The Man Who Wore A “Camp Auschwitz” Sweatshirt During The Jan. 6 Insurrection Pleaded Guilty

WASHINGTON — A Virginia man whose presence in the US Capitol during the Jan. 6 insurrection went viral after he was recorded walking around in a “Camp Auschwitz” sweatshirt entered a guilty plea on Wednesday.

Federal agents investigating the Capitol assault have probed possible connections between extremist groups and the people who descended on the building to disrupt Congress’s certification of the Electoral College results. When the FBI asked a judge to sign off on a search warrant of Packer’s house a week after the insurrection, an agent wrote that in addition to evidence related to his physical presence in the Capitol, such as the sweatshirt, they were also looking for “any other evidence of Nazi symbolism.”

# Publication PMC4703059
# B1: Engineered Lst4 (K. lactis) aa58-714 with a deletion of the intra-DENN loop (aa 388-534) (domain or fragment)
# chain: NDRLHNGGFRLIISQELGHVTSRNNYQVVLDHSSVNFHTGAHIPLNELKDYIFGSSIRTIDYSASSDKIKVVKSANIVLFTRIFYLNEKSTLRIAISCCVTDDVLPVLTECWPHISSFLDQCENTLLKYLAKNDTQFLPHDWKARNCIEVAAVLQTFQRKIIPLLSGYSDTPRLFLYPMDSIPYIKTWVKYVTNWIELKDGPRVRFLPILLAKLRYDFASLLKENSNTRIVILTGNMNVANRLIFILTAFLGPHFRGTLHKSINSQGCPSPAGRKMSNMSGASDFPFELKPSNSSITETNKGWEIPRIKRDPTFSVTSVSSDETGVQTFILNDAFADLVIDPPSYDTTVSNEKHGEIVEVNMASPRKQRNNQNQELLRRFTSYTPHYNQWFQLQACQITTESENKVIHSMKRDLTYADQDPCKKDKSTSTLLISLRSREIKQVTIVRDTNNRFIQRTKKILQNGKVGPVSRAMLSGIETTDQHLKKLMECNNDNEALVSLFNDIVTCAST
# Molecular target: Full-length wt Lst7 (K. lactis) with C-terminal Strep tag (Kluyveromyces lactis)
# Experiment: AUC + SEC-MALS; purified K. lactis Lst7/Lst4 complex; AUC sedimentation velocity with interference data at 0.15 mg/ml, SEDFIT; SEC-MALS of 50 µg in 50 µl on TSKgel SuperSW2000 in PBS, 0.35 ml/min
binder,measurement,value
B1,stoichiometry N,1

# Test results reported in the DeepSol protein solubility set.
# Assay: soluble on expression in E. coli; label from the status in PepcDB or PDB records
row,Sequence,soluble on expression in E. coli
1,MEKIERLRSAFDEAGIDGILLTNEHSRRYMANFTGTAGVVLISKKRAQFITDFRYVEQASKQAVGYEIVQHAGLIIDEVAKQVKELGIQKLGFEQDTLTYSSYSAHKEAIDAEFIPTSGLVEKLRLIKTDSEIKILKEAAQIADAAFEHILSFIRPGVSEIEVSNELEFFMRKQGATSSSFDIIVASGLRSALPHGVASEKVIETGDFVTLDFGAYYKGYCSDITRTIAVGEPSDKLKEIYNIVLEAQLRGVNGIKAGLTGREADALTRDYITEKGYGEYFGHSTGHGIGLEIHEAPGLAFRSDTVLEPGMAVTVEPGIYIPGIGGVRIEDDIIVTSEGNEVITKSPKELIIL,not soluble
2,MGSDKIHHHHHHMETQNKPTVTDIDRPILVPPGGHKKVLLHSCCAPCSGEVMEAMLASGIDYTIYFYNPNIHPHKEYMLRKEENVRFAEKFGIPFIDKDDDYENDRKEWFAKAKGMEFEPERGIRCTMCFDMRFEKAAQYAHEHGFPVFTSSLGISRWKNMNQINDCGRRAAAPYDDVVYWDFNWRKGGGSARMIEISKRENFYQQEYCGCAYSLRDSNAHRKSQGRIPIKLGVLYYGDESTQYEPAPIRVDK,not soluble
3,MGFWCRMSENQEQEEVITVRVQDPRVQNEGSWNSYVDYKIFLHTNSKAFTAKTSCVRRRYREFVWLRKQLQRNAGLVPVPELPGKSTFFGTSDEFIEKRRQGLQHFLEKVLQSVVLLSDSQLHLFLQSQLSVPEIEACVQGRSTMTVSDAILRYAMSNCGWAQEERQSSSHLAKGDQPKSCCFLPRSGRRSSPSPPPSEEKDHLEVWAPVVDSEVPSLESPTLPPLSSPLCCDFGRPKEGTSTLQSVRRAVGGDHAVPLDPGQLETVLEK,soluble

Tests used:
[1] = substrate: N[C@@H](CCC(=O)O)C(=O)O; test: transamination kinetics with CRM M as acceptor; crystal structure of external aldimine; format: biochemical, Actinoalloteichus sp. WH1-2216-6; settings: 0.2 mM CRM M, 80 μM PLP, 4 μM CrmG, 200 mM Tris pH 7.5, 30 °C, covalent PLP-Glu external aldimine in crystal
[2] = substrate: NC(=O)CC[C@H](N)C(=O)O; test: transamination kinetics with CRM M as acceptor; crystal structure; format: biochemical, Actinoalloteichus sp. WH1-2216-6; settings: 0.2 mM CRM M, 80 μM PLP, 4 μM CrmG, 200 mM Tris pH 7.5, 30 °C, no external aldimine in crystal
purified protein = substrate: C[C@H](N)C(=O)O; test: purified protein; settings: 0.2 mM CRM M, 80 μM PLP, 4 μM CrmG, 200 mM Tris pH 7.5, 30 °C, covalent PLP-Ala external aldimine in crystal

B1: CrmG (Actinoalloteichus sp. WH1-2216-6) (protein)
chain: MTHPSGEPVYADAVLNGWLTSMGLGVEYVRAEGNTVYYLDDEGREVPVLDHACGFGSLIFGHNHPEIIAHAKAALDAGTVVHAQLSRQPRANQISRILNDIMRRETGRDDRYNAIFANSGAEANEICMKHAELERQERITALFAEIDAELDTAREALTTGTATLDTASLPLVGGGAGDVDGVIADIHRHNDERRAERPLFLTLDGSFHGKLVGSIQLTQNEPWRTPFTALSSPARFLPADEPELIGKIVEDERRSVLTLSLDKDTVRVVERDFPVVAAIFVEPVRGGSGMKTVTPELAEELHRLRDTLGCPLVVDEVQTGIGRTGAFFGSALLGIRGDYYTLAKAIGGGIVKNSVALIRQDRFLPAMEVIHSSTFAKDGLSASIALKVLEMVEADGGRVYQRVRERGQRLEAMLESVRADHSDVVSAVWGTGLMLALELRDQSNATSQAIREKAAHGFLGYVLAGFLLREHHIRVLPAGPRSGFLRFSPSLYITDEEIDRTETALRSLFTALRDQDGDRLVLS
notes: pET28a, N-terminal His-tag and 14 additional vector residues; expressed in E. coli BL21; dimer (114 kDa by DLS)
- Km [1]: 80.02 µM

According to a redacted return of that warrant first reported by Seamus Hughes of the Program on Extremism at George Washington University, the items that agents reported finding included “Swastika artwork,” an “image of Hitler,” and “two VCR tapes with Hitler photos.” The government’s court filings in Packer’s case didn’t detail any formal ties to neo-Nazi or other extremist groups.